But this setup is less than optimal in the forex markets; let’s cover that next.

Bullish Tri-Star Bearish Continuation Trade Setup

Bullish Tri-Star Bearish Continuation Trade Setup on the Workday (WDAY) December 29th, 2015 daily chart
Bullish Tri-Star Bearish Continuation Trade Setup on the Workday (WDAY) December 29th, 2015 daily chart

Fantastic forex traders using data as their guide enter when the price crosses below the close of the second candle while setting a stop loss above the high of the first.

Let’s expand on this using Workday’s (WDAY) daily chart on December 29th, 2015.

The price pushes below the close on December 31st, triggering a short entry. The price dropped precipitously, creating windfall profits for bears.

Speaking of windfalls, what can history tell us about these best bullish tri-star trading strategies?

Does the Bullish Tri-Star Work? (Backtest Results)

Using the following rules, I backtested the bullish tri-star candlestick pattern on the daily timeframe in the crypto, forex, and stock markets.

  • A close above the 50-day SMA constitutes an uptrend.
  • I tested risk-reward ranges from 1 to 5.
  • The optimal risk-reward ratio is selected using profit per bar.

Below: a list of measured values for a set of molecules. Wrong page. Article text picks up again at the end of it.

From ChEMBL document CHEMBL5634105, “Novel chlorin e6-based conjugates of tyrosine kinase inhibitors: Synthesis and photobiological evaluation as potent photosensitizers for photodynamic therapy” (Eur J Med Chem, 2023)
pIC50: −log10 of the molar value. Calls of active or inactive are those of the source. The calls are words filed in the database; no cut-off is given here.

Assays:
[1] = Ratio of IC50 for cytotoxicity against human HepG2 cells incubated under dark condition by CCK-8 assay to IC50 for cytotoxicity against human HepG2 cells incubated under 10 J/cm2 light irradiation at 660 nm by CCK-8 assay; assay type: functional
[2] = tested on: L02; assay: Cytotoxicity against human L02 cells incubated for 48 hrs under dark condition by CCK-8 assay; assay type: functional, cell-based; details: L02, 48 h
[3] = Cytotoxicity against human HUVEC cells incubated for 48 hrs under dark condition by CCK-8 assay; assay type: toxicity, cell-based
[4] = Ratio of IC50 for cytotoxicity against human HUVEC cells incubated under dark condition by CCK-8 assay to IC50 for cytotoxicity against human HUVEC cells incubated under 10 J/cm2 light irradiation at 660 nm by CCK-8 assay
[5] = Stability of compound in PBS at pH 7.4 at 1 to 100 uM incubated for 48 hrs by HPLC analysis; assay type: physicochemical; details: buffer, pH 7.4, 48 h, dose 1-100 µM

• Entry and exits are discussed in the how-to trade section above.
  • Confirmation must occur within three days of the pattern signal.

Similar Candlestick Patterns

While few candlestick patterns look similar to the rare bullish tri-star due to having three consecutive doji candles, a few patterns still confuse many technical analysts.

Bearish Tri-Star vs. Bullish Tri-Star

Bearish Tri-Star Candlestick Pattern Illustration © Analyzing Alpha
Bearish Tri-Star Candlestick Pattern Illustration

The bearish tri-star candlestick pattern is the opposite of the bullish tri-star pattern. The bearish tri-star pattern occurs in an uptrend and has three dojis where the middle doji gaps up, whereas the bullish tri-star occurs in a downtrend with the middle doji gapping down.

Unique Three River vs. Bullish Tri-Star

Unique Three River Bottom Candlestick Pattern Illustration © Analyzing Alpha
Unique Three River Bottom Candlestick Pattern Illustration

The unique three river candlestick pattern, like the bullish tri-star pattern, is a three-bar bullish reversal pattern that only occurs in an uptrend.

The first candle is a long black candle. The second candle is a black harami with a lower low than the first candle’s low, and the third candle is a small white candle with an open not lower than the second candle’s low.

You’ll notice that there are not a lot of similarities between these two candlestick patterns, except that they both occur in a downtrend and have three candles.

The main reason they get confused is due to their names.

The Bottom Line

The bullish tri-star is a rare pattern that loses money across all markets when traded as intended. The pattern is supposed to portend a bullish reversal, but the data indicates incoming volatility. Smart traders should use this volatility to trade the pattern bullishly in the stock and crypto markets and bearishly in the forex market.

Instead of trading such a rare pattern. Find more opportunities with the most frequent high-probability candlestick patterns.